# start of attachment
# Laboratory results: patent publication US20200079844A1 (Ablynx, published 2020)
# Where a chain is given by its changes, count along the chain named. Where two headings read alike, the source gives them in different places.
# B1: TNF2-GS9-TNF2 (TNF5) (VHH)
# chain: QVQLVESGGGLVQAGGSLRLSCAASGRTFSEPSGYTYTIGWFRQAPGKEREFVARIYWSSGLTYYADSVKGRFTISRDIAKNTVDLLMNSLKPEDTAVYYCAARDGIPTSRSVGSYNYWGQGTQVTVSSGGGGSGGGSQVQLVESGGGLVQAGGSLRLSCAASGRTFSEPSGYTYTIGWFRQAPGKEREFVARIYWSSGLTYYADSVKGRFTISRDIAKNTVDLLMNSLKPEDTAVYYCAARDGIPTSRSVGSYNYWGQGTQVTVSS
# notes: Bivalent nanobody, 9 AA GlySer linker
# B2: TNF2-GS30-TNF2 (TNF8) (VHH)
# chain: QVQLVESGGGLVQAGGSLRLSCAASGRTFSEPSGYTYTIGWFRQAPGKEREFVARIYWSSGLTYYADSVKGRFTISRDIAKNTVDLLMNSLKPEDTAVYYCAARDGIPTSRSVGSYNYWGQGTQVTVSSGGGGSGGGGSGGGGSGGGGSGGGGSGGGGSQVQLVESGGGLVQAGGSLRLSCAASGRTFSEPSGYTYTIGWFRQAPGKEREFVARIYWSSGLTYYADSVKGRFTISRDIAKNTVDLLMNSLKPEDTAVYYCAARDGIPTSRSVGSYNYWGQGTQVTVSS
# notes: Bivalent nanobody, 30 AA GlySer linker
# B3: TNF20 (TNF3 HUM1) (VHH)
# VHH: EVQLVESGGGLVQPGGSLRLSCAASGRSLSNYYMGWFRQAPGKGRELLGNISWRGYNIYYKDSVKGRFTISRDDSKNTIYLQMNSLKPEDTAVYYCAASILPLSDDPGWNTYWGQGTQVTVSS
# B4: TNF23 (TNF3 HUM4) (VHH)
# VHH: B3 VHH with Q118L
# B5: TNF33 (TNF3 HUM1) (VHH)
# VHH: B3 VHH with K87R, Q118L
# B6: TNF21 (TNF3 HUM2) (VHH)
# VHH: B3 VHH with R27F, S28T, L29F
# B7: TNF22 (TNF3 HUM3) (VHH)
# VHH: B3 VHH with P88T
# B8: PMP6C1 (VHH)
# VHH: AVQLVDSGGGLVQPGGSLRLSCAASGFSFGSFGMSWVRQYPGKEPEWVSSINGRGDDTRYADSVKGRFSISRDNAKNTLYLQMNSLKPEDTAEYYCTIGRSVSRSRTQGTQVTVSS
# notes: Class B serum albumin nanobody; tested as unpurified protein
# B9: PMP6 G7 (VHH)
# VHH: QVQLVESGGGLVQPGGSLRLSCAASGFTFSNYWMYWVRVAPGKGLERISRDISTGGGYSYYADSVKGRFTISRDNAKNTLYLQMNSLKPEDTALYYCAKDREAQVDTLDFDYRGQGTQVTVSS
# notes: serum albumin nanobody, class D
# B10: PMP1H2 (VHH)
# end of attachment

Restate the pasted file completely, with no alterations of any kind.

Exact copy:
# Laboratory results: patent publication US20200079844A1 (Ablynx, published 2020)
# Where a chain is given by its changes, count along the chain named. Where two headings read alike, the source gives them in different places.
# B1: TNF2-GS9-TNF2 (TNF5) (VHH)
# chain: QVQLVESGGGLVQAGGSLRLSCAASGRTFSEPSGYTYTIGWFRQAPGKEREFVARIYWSSGLTYYADSVKGRFTISRDIAKNTVDLLMNSLKPEDTAVYYCAARDGIPTSRSVGSYNYWGQGTQVTVSSGGGGSGGGSQVQLVESGGGLVQAGGSLRLSCAASGRTFSEPSGYTYTIGWFRQAPGKEREFVARIYWSSGLTYYADSVKGRFTISRDIAKNTVDLLMNSLKPEDTAVYYCAARDGIPTSRSVGSYNYWGQGTQVTVSS
# notes: Bivalent nanobody, 9 AA GlySer linker
# B2: TNF2-GS30-TNF2 (TNF8) (VHH)
# chain: QVQLVESGGGLVQAGGSLRLSCAASGRTFSEPSGYTYTIGWFRQAPGKEREFVARIYWSSGLTYYADSVKGRFTISRDIAKNTVDLLMNSLKPEDTAVYYCAARDGIPTSRSVGSYNYWGQGTQVTVSSGGGGSGGGGSGGGGSGGGGSGGGGSGGGGSQVQLVESGGGLVQAGGSLRLSCAASGRTFSEPSGYTYTIGWFRQAPGKEREFVARIYWSSGLTYYADSVKGRFTISRDIAKNTVDLLMNSLKPEDTAVYYCAARDGIPTSRSVGSYNYWGQGTQVTVSS
# notes: Bivalent nanobody, 30 AA GlySer linker
# B3: TNF20 (TNF3 HUM1) (VHH)
# VHH: EVQLVESGGGLVQPGGSLRLSCAASGRSLSNYYMGWFRQAPGKGRELLGNISWRGYNIYYKDSVKGRFTISRDDSKNTIYLQMNSLKPEDTAVYYCAASILPLSDDPGWNTYWGQGTQVTVSS
# B4: TNF23 (TNF3 HUM4) (VHH)
# VHH: B3 VHH with Q118L
# B5: TNF33 (TNF3 HUM1) (VHH)
# VHH: B3 VHH with K87R, Q118L
# B6: TNF21 (TNF3 HUM2) (VHH)
# VHH: B3 VHH with R27F, S28T, L29F
# B7: TNF22 (TNF3 HUM3) (VHH)
# VHH: B3 VHH with P88T
# B8: PMP6C1 (VHH)
# VHH: AVQLVDSGGGLVQPGGSLRLSCAASGFSFGSFGMSWVRQYPGKEPEWVSSINGRGDDTRYADSVKGRFSISRDNAKNTLYLQMNSLKPEDTAEYYCTIGRSVSRSRTQGTQVTVSS
# notes: Class B serum albumin nanobody; tested as unpurified protein
# B9: PMP6 G7 (VHH)
# VHH: QVQLVESGGGLVQPGGSLRLSCAASGFTFSNYWMYWVRVAPGKGLERISRDISTGGGYSYYADSVKGRFTISRDNAKNTLYLQMNSLKPEDTALYYCAKDREAQVDTLDFDYRGQGTQVTVSS
# notes: serum albumin nanobody, class D
# B10: PMP1H2 (VHH)